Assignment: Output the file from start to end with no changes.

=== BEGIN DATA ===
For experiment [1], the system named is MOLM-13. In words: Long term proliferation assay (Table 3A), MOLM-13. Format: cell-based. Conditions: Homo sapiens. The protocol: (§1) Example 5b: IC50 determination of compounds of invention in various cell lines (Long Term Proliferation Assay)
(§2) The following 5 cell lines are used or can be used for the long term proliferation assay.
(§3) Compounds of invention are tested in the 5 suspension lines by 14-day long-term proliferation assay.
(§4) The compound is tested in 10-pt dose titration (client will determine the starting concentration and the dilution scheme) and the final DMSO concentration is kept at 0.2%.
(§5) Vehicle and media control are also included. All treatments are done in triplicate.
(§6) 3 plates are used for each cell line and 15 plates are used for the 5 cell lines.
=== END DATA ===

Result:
For experiment [1], the system named is MOLM-13. In words: Long term proliferation assay (Table 3A), MOLM-13. Format: cell-based. Conditions: Homo sapiens. The protocol: (§1) Example 5b: IC50 determination of compounds of invention in various cell lines (Long Term Proliferation Assay)
(§2) The following 5 cell lines are used or can be used for the long term proliferation assay.
(§3) Compounds of invention are tested in the 5 suspension lines by 14-day long-term proliferation assay.
(§4) The compound is tested in 10-pt dose titration (client will determine the starting concentration and the dilution scheme) and the final DMSO concentration is kept at 0.2%.
(§5) Vehicle and media control are also included. All treatments are done in triplicate.
(§6) 3 plates are used for each cell line and 15 plates are used for the 5 cell lines.